Arguably his greatest work was the E39 5 Series. Signed off in 1992 by gnomic, notebook-toting beardmeister Chris Bangle, the purposeful and chiselled E39 was beautiful in 1995 and still looks fresh now. That's all the more impressive when you realise that the E39 development process began way back in the mid-1980s.
The last E39 saloon was built in 2003, and a 530 petrol from that year is one of this week's Sheds. We say 'one of' because today we're giving you a bonus Five in the shape of another petrol six, a 2001 525, and at the end of this we'll be inviting you to pick your favourite.
Refreshingly, neither vendor is a graduate of the 'exclamation mark' school of ad writing. The 525 is described as 'not a bad car', while the 530 is equally quietly described as 'very original'. Both cars have reassuringly empty-looking MoT histories. It's good to see big faults on MoTs as long as they've been put right, and that seems to be the case with the 525 which was showing ABS and stability control warning lights at its last MOT in March. On the assumption that it's the faults rather than the warning lights that have been fixed, that's two potentially expensive sources of worry we can forget about - for the time being, at least.
Under the bonnet, E39 liquids may try to escape through leaky cam covers, oil filter gaskets and power steering systems, radiator cracks or perished hoses. More natural liquids will try to get into the boot lid, so check the floor for damp.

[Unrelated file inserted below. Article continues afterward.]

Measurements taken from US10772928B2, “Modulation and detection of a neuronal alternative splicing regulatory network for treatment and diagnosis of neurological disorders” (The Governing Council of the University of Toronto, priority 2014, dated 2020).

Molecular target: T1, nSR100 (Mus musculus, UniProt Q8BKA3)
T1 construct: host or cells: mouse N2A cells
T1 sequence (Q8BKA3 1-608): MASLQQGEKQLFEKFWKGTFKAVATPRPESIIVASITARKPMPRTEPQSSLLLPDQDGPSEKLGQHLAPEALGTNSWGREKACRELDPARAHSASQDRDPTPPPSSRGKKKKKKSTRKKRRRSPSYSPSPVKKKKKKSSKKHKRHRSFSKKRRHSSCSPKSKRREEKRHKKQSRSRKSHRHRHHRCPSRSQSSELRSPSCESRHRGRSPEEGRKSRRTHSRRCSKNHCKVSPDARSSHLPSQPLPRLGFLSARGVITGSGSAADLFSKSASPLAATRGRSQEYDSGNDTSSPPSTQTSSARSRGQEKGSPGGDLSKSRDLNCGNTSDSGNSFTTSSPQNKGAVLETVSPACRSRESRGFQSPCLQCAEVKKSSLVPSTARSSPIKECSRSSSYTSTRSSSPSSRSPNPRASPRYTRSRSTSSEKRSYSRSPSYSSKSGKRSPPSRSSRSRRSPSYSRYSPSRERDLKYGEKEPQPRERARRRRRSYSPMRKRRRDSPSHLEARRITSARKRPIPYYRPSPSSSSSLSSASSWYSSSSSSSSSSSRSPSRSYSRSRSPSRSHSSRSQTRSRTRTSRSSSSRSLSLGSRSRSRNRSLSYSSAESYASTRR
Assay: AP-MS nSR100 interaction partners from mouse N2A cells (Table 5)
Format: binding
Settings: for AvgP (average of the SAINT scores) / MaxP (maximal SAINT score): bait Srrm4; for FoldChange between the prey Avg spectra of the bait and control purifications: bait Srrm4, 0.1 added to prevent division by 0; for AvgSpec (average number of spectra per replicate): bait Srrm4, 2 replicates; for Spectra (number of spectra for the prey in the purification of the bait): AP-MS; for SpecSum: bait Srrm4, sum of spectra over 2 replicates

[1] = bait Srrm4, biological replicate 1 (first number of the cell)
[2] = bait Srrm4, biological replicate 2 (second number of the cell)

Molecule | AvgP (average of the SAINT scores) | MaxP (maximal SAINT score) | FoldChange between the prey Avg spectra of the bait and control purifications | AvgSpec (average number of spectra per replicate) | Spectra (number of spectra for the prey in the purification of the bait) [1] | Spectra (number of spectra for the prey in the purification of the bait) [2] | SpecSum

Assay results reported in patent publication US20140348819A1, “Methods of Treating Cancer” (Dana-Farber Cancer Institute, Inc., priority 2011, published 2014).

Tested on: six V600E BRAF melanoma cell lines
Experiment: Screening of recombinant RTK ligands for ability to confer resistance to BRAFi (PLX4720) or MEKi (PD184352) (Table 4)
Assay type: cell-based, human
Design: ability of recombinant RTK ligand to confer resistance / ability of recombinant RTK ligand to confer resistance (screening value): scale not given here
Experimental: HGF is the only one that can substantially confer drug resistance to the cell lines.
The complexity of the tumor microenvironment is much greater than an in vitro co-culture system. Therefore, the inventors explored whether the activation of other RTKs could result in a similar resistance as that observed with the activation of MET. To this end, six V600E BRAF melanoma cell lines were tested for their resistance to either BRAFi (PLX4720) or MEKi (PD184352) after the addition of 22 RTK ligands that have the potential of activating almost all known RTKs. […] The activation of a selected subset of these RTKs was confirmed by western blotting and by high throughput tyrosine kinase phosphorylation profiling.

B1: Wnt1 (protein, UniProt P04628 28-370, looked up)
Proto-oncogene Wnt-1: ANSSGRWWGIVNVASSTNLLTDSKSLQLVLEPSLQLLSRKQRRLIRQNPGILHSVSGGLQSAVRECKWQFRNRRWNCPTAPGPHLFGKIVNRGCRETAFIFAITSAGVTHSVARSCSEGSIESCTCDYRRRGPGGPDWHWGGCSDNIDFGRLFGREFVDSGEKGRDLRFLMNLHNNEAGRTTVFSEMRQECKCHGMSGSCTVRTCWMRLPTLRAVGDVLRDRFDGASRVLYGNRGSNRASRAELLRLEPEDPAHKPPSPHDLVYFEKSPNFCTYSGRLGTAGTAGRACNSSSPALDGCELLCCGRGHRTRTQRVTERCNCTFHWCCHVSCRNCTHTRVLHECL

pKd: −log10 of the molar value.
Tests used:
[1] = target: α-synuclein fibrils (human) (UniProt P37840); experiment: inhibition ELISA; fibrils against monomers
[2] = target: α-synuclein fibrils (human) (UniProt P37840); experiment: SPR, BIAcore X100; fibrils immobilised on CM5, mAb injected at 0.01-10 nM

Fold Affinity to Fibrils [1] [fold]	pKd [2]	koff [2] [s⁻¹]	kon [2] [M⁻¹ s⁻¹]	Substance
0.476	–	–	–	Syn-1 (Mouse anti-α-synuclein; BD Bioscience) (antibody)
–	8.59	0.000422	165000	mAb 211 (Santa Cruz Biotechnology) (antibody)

Internal engine woes may or may not include failed crank and camshaft position sensors, busted water pump impellers, problems with the PCV (crankcase ventilation valve), leaking injectors and failing piston seals in the VANOS variable valve timing system, normally indicated by an offbeat rattle at idle and dodgy engine running at lower rpm.
If the steering wheel seems a bit wobbly at moderate A-road speeds then you've got a dose of 5 Series shimmy. This is an odd manifestation that not many seem to understand. Every man and his dog will tell you of a 'cure' - anti-roll bar bushes and drop links, upper and lower track control arms, steering boxes, bent rims and warped brake discs have all been tarred as the culprits - but you might have to try a few of these suggestions before you find the one that makes it go away.
So, which of these two would you have? It's a harder choice than you might think. You can't split them on MoT length, as both tests fall due within a day of each other in mid-March. The 525 has a slightly smaller mileage on its clock, and a smaller price, but the leggier 530 is two years younger, comes from the last year of E39 manufacture and has a near-complete full BMW service history. Plus it has a 30 on its bootlid rather than a 25. That number alone could be enough to justify the £1,500 price tag.
Here's the ad for the 525i.
Not a bad car...drives very well PLEASE CALL BEFORE TRAVELLING AS NOT ALL CARS ARE KEPT ON SITE Air Conditioning, Front & Rear Parking Sensors, Leather Upholstery, Accoustic Parking (front & rear), Electric Mirrors, Electric Windows, Cruise Control, Central Locking
And here's the ad for the 530i.
A very original E39
BMW FSH to 106,000
Factory Extras include:
Comfort Seats with lumbar
Split/fold Rear seats
MOT to 20 March 2018